How "futureless" languages impact political thought

There are certain languages that don't differentiate between the present and the future. Estonian is the classic example of a "futureless tongue." According to new research by Efrén O. Pérez, co-director of Vanderbilt University's Research on Individuals, Politics & Society Lab and Margit Tavits, professor of political science at Washington University, language has a sizable impact on how we think about future-oriented policies. As William S. Burroughs said, language is a virus. From their scientific paper in the American Journal of Political Science:

Can the way we speak affect the way we perceive time and think about politics? Languages vary by how much they require speakers to grammatically encode temporal differences. Futureless tongues (e.g., Estonian) do not oblige speakers to distinguish between the present and future tense, whereas futured tongues do (e.g., Russian). By grammatically conflating “today” and “tomorrow,” we hypothesize that speakers of futureless tongues will view the future as temporally closer to the present, causing them to discount the future less and support future-oriented policies more. Using an original survey experiment that randomly assigned the interview language to Estonian/Russian bilinguals, we find support for this proposition and document the absence of this language effect when a policy has no obvious time referent. We then replicate and extend our principal result through a cross-national analysis of survey data. Our results imply that language may have significant consequences for mass opinion.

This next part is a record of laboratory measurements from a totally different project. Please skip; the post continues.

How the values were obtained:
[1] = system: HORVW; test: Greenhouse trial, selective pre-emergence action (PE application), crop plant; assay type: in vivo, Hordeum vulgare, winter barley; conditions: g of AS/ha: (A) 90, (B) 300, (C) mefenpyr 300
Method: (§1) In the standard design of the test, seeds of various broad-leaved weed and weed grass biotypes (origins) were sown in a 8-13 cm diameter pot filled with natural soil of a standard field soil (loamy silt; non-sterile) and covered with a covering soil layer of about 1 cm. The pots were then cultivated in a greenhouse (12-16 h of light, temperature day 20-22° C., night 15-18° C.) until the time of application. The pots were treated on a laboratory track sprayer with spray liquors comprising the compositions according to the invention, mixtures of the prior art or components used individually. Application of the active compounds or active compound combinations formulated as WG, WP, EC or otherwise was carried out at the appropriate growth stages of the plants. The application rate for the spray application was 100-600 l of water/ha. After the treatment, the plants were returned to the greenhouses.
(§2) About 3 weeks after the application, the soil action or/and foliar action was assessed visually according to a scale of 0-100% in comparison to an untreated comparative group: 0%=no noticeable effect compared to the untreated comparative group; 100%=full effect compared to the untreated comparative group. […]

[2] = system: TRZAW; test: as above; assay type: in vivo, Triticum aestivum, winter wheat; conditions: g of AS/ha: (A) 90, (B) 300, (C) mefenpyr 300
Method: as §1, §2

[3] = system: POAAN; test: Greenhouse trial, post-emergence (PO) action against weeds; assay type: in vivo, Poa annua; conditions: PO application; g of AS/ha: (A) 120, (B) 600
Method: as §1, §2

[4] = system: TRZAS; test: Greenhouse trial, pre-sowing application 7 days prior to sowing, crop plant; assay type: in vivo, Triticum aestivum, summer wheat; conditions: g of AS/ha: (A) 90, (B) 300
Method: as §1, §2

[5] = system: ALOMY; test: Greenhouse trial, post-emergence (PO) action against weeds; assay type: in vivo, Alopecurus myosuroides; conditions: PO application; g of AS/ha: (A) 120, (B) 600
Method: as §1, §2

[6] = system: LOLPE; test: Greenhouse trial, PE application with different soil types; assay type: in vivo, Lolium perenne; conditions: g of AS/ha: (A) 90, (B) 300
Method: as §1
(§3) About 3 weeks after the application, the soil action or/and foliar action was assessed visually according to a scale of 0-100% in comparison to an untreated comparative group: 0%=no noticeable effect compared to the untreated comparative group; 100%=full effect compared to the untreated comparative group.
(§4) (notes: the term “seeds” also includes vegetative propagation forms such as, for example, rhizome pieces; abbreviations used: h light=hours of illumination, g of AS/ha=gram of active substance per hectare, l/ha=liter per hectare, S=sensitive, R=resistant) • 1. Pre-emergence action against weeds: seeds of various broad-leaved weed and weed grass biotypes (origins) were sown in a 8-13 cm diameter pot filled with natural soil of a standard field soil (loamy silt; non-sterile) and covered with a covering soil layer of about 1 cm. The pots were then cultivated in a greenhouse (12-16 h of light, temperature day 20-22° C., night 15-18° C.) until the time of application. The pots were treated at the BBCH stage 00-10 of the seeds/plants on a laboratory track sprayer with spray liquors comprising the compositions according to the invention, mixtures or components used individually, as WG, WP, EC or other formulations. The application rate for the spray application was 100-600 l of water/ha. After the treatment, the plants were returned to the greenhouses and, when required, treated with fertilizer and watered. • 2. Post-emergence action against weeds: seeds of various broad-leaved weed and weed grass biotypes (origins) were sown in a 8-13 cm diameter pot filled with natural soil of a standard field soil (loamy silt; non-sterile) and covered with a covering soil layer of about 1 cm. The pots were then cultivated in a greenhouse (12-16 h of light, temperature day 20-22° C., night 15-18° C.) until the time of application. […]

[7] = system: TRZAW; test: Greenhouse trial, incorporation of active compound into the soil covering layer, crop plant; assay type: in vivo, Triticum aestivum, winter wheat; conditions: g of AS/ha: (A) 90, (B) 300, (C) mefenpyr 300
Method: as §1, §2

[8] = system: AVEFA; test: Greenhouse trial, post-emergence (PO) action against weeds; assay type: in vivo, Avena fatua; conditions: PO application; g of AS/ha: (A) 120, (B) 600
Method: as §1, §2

Notable Replies

  1. English doesn't have a true future tense either, and does not obligatorily mark the future in all cases. Language Log has an interesting discussion of the hypothesis that future tense marking affects forward-looking behavior in native speakers.

  2. This sounds pretty bogus to me. Just because something is not explicitly called out by some grammatical rule, does not mean speakers are unaware of it. French, for example, often prefers the present tense in cases where English require a progressive conjugation. For example, literally, "I watch television" instead of "I was watching television". French speakers are perfectly capable of telling whether the action was ongoing, in the past or in the present. In English, authors who describe action in the past using the present tense are not incapable of keeping track of time; they using language to convey immediacy.

    This kind of linguistic analysis gets debunked on a regular basis. Maybe it's time to stay skeptical.

  3. Four centuries of use as a verb not enough for you?

    The seed of this hearbe remooveth the tough humours bedded in the stomacke, how hard impacted soever they be.

    — Pliny the Elder, Natural History; trans. Philemon Holland, 1601.

    The desire for a more inward light had found expression at last, the unseen had impacted on the seen.

    — E. M. Forster, Howard's End, 1910.

  4. I'm a Japanese to English translator/interpreter by trade. Japanese (along with Chinese, which I don't speak) is frequently given as an example of a "futureless" language in these kind of hypotheses and they are always, without fail, completely unmitigated bullshit.

    Yes, Japanese doesn't have a future tense. Yes, there can be some confusion about the exact timing of an event when one is describing something in a "non-past" tense. But this is exactly why Japanese has a plethora of words to indicate timing that don't exist (or are far less used) in English.

    Saying that someone's grammar inherently changes the way that they think about politics or economics is reductivist, orientalist and frankly, kind of stupid. There are far better ways of analysing East Asian culture in sociological terms that don't boil down to "I did, like, a year of Japanese during college and they totally don't have a future tense, so that is why they, like, totally think in the now."

    The languages in question do not have a grammatical future, sure, but you can bet your arse they have a whole bunch of temporal words that fill in the gaps.

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